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In Hopper’s World, the Last Shall Be First : Art: He ‘dwells on people who wait, who serve. People whom we don’t notice,’ lecturer says.

TIMES STAFF WRITER

When asked what he considered his greatest goal as an artist, American painter Edward Hopper had a terse and modest answer: “To paint sunlight on the side of a house.”

Susan C. Larsen, lecturing on Sunday afternoon to a sellout crowd of several dozen listeners at Newport Harbor Art Museum, explained that Hopper’s odd remark actually makes its own kind of sense. By painting such a well-known phenomenon, she said, “he gives us back something of our own life experience.”

Larsen is co-curator (with Deborah Lyons) of “Edward Hopper: Selections from the Permanent Collection of the Whitney Museum of American Art"--at Newport Harbor through March 17--and adjunct curator of the Whitney’s permanent collection. Her straightforward, pleasantly matter-of-fact talk was entitled “Edward Hopper and His Contemporaries,” but it was mostly about the psychological climate in his works--a reflection, she said, of “the kinds of things most people experience.”

According to Larsen, Hopper was a “deeply serious” person and a diligent student, “not a facile artist but a dogged one.” In his student works, he began probing the subject matter that would feed his well-known paintings--in particular, people (especially women) whose private lives unfold in public places.

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As a young man, Hopper visited Paris. A photograph of him in a cafe from about 1906 shows a rangy fellow in an oppressively neat suit and tie and straw hat. He went to museums and became acquainted with new painting styles, but he was not a part of the scene. “Cubism was being born, but who knew?” said Larsen. “Certainly not Edward Hopper.”

His painting, “Soir Bleu” from 1914--constructed from notes and memories several years after the last of his three trips to the Continent--"tells more about Edward Hopper than about Paris,” she said.

The work has various human types, including a procurer (the man in a cap with a cigarette in his mouth) and his tart (a heavily rouged woman with a regal stance), a clown (borrowed from 18th-Century painter Jean Antoine Watteau, a bohemian type and a military man. Larsen sees the painting--one of Hopper’s first attempts at constructing an allegory dealing with human psychology--as the first step toward Hopper’s famous “Nighthawks” of 1942, which is not in the exhibit.

Living in New York in the first decades of the 20th Century, Hopper supported himself modestly by doing magazine illustrations, an occupation he found distasteful. (He sold one painting for $250 in 1913, but many years would pass before he sold another.) But his circumstances made him acutely aware of the life of non-privileged New Yorkers.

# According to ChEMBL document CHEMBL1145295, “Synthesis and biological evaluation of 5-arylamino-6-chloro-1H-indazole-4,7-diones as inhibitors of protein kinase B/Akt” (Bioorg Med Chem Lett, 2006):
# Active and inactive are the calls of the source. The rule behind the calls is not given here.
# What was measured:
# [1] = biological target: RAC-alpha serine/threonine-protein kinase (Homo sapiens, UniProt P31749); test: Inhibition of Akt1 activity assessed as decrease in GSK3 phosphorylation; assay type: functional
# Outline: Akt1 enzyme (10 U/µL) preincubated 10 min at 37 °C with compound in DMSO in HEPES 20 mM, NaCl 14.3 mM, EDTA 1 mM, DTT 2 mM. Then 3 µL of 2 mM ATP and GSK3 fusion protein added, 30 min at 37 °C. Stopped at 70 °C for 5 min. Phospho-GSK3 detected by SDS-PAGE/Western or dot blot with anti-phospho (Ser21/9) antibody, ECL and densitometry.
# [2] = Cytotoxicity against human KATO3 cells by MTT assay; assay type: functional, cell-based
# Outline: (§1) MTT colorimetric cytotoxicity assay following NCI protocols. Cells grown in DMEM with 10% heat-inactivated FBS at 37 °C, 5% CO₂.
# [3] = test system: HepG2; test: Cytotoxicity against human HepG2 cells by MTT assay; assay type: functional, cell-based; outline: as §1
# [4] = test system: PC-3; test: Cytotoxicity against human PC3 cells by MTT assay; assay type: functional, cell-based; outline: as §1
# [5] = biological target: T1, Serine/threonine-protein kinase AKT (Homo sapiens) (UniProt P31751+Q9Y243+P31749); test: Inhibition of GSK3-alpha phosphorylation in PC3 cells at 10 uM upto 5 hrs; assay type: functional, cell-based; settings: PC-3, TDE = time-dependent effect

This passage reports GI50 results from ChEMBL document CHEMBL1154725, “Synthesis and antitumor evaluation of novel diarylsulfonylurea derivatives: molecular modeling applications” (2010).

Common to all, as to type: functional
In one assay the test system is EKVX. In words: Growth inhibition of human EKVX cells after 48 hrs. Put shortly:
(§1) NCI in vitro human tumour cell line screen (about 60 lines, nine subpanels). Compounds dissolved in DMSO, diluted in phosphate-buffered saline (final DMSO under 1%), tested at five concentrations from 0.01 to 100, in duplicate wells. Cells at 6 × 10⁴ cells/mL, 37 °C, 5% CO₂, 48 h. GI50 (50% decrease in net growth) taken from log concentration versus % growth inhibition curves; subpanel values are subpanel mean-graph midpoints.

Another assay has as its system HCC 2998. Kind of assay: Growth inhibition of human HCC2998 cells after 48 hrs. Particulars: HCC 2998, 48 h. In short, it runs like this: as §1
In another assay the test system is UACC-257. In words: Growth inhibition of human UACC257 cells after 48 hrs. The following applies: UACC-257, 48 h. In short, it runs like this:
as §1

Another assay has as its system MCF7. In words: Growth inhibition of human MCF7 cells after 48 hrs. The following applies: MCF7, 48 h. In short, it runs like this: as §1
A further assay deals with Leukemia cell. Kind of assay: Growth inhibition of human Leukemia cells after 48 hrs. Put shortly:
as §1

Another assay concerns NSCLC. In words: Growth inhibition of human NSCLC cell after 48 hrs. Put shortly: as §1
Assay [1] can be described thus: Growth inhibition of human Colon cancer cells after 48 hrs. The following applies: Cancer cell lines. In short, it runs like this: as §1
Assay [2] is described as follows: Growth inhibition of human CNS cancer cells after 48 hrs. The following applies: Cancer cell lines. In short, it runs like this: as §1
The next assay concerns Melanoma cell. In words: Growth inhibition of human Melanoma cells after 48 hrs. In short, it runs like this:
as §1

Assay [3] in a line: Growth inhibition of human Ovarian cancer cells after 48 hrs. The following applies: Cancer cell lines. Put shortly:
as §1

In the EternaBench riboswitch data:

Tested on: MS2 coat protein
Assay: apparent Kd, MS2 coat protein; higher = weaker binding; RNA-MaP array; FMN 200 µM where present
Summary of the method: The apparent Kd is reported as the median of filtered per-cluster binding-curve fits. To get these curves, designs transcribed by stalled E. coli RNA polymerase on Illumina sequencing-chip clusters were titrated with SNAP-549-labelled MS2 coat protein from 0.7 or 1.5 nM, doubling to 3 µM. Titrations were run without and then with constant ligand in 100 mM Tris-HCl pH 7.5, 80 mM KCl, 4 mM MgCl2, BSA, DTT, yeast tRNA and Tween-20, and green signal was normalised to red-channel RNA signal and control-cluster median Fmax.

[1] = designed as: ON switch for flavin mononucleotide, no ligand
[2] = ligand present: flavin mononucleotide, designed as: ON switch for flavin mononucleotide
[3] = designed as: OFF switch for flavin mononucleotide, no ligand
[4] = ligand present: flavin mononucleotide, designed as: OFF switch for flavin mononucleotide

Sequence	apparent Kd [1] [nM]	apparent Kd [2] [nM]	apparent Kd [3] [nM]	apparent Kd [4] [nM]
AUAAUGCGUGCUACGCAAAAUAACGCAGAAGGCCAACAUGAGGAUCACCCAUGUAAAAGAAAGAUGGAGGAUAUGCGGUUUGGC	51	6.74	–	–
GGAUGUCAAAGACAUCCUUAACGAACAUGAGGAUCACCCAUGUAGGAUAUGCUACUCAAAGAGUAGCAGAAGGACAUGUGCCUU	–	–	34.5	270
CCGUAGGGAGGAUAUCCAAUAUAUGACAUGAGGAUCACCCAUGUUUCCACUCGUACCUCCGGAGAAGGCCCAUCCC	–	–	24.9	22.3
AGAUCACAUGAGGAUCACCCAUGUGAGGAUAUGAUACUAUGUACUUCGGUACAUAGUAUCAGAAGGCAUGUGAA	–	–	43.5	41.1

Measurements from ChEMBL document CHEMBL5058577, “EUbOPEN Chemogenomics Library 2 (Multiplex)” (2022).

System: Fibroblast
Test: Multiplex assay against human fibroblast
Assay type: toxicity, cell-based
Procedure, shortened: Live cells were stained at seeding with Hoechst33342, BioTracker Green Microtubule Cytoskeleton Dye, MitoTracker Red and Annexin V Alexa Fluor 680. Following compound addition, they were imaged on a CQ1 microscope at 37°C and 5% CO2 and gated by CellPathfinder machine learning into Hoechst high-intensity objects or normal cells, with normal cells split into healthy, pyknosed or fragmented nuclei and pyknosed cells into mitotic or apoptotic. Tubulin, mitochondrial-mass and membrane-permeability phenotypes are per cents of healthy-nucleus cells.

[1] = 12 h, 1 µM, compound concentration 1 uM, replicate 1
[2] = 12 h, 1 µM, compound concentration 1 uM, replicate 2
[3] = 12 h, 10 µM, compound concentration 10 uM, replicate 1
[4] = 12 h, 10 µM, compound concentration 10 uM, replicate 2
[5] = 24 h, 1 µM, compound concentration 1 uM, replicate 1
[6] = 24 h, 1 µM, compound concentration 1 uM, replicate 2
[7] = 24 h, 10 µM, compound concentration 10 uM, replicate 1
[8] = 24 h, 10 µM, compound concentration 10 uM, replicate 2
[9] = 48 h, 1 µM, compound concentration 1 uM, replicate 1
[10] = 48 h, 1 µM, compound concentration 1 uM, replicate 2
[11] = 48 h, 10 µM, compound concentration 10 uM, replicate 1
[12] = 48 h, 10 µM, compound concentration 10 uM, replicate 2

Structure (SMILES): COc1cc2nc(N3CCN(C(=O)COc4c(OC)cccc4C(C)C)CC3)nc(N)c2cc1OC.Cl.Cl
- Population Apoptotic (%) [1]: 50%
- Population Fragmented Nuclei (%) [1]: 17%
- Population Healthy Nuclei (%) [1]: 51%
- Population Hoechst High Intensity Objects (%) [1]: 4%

“Hopper dwells on people who wait, who serve. People whom we don’t notice,” Larsen said. His galaxy of major bit players includes the bored usherette in “New York Movie” and the plump waitress who reaches for a glossy arrangement of fruits in “Tables for Ladies.”

Hopper’s interest in special things that are usually ignored also included the brilliantly lit shop windows on small-town Main Streets--stage sets with only a tiny audience of passersby. In “Drugstore” from 1927, a window decorated with strange colored liquids in glass containers suggest a magical world beneath a prosaic sign advertising prescription drugs and Ex-Lax.

In the teens and ‘20s, the skyline of New York was in flux, absorbing a phalanx of taller, more densely sited buildings. Hopper had “an acute eye for the way light plays over 20th-Century structures,” Larsen said.

But he was also interested in the “inner life” of buildings. The social structure of the city was changing, with an influx of young people from small towns looking for work. He wondered what happens to people’s lives when they uproot themselves or when the infrastructure changes. “Where do they live? Whom do they love? How do they organize their lives?”

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Even the non-urban settings in Hopper’s paintings share the disquiet of a changing world. In “Railroad Crossing” of 1922-23, a stately 19th-Century house stands incongruously alongside a railroad track, which seems likely to have been built after the house. The woman wandering in the yard--an afterthought of Hopper’s, apparently--seems to reflect the prevailing sense of uprootedness and insecurity. “These are things,” Larsen said, “that speak about time.”

So many of Hopper’s paintings show people either truly alone or isolated from another figure. In “Hotel Room,” a newcomer to a city is slumped in her slip on a hotel bed; in “Summer in the City,” a clothed woman sits tensely on the edge of the bed on which a nude man sleeps, oblivious to her.

But, although he is often called the painter of loneliness, Hopper himself said “the loneliness thing” was overdone. Instead, Larsen suggested, the work is “more about a sense of being alone in the universe. It’s more existential than just about being lonely.”

* “Edward Hopper: Selections from the Permanent Collection of the Whitney Museum of American Art” continues through March 17 at Newport Harbor Art Museum, 850 San Clemente Drive, Newport Beach. Museum hours: 10 a.m. to 5 p.m. daily, except Monday. Special admission for this exhibit is $4.50 for adults, $2 for students and seniors with ID, $1 for children 6 to 17. Admission is free on Tuesdays. Information: (714) 759-1122.

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